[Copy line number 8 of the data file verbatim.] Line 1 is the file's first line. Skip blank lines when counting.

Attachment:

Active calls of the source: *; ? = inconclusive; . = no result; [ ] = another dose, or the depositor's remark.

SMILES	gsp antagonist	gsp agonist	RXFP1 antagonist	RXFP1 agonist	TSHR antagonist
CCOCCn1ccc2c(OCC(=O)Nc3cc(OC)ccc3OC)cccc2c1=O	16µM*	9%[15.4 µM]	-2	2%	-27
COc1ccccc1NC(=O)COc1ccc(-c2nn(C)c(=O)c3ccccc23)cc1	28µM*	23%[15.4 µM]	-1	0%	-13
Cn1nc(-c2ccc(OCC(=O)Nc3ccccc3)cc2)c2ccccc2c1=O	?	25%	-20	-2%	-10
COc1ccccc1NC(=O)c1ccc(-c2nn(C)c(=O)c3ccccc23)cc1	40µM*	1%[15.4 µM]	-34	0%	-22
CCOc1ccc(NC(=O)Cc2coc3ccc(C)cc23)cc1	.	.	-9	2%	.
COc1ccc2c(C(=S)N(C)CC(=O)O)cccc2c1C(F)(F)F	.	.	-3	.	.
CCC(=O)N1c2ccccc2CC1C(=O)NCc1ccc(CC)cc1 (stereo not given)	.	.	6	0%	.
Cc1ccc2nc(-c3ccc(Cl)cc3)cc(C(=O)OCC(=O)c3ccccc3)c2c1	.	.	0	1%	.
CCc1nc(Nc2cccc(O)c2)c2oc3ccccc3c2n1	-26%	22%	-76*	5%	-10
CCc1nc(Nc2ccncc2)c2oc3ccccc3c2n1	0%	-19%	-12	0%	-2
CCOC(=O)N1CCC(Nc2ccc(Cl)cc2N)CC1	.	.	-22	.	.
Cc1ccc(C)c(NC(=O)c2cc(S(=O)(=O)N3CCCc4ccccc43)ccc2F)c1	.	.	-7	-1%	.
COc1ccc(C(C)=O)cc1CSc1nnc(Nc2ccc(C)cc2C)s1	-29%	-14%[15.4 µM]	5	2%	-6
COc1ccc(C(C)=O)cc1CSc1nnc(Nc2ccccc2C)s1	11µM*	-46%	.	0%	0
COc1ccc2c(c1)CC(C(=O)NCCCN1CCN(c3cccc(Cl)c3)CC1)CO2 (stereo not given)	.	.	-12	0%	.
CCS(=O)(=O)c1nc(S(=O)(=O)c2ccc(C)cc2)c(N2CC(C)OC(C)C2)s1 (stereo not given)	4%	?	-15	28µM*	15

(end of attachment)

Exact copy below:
COc1ccc2c(C(=S)N(C)CC(=O)O)cccc2c1C(F)(F)F	.	.	-3	.	.